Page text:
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SRO single room occupancy

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SRO single room occupancy

Postby <JeffersonL> » Sun Mar 17, 2002 2:14 am

Does anyone know where i could get some info on SRO's. Information such as rent regulations. I am considering buying a 12 room SRO building in Brooklyn. The current owner said he has never registered rents. Are SRO's rent stabilized?
<JeffersonL>
 

Re: SRO single room occupancy

Postby Cranky Tenant » Sun Mar 17, 2002 3:38 pm

Curious that the owner didn't say they weren't stabilized, but rather that he didn't bother to register the units..

Check this Tenantnet link.
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Re: SRO single room occupancy

Postby <Red Zephyr> » Sun Mar 17, 2002 9:48 pm

I encourage you NOT to purchase such a roomming house until you are aware of all the legal ramifications of what you are doing. Roomming houses (SROs) once provide reasonable and low cost accomondation for transient people. Today, they have been all but regulated out of existence. I guess the city thinks that homeless shelters are preferable to SROs.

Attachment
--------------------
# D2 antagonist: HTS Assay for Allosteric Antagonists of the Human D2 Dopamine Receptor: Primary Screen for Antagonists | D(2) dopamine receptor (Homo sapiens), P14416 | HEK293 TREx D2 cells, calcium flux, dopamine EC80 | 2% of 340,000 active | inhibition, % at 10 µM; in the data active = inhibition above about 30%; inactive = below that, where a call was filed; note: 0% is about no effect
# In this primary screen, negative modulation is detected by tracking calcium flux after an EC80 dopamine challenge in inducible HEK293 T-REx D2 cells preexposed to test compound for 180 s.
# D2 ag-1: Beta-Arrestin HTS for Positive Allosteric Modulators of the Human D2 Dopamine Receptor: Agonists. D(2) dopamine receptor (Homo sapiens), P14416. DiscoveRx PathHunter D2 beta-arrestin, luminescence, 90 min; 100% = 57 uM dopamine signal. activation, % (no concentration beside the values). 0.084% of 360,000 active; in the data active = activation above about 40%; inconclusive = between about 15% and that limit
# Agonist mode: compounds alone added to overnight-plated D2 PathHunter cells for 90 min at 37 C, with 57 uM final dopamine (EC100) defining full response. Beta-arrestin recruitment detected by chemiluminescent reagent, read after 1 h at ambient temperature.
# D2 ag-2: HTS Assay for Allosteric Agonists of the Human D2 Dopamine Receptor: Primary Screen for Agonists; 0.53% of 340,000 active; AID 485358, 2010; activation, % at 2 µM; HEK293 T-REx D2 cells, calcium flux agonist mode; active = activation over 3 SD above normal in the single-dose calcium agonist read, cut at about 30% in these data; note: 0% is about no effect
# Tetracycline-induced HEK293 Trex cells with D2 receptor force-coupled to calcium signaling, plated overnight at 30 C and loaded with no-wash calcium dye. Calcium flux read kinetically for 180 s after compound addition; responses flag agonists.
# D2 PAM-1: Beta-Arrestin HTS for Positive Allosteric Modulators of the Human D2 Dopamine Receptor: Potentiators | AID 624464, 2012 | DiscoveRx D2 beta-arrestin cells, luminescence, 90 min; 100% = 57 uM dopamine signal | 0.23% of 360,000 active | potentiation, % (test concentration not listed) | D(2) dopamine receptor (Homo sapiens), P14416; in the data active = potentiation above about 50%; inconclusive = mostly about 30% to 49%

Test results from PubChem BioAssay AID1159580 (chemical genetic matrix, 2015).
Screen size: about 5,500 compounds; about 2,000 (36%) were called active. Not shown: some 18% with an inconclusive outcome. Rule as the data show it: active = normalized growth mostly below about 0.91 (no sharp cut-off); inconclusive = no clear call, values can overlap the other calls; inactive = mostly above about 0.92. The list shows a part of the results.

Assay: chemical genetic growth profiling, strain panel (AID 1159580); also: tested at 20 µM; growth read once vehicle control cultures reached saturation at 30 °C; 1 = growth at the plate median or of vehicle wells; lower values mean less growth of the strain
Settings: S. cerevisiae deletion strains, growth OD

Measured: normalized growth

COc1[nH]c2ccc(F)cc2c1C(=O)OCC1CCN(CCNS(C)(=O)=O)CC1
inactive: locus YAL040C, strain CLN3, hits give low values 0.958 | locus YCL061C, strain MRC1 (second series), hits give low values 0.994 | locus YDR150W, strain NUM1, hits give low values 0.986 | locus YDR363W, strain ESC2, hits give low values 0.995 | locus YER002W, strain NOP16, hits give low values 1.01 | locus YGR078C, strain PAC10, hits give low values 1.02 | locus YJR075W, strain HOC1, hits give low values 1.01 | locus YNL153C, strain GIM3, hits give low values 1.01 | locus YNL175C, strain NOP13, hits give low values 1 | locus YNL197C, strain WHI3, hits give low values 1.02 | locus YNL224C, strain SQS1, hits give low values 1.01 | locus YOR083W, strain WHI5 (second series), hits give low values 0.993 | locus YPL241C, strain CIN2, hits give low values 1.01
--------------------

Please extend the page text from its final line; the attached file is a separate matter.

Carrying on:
If you purchase that SRO and attempt to run it as an SRO, you will find that the rents you can charge are pitifully low, too low to even meet your expenses. You will find that you cannot evict even smelly, drug using tenants. And you will go no support whatsoever from the city for all your work.

It might work out if you buy the building with the intention of demolishing or totally renovating (thus removing it from rent-stab SRO status). But that's another post.
<Red Zephyr>
 

Re: SRO single room occupancy

Postby TenantNet » Sun Mar 17, 2002 11:10 pm

You got it somewhat backwards. SRO's are declining not due to any red tape, but because lack of enforcement of existing regulations. They are being renovated and changed into boutique motels, youth hostels, etc. and long-time permanent tenants are being forced out -- very easily. Most SRO's are not drug infested (although there have been some). Homeless shelters are really different issues, not SRO issues.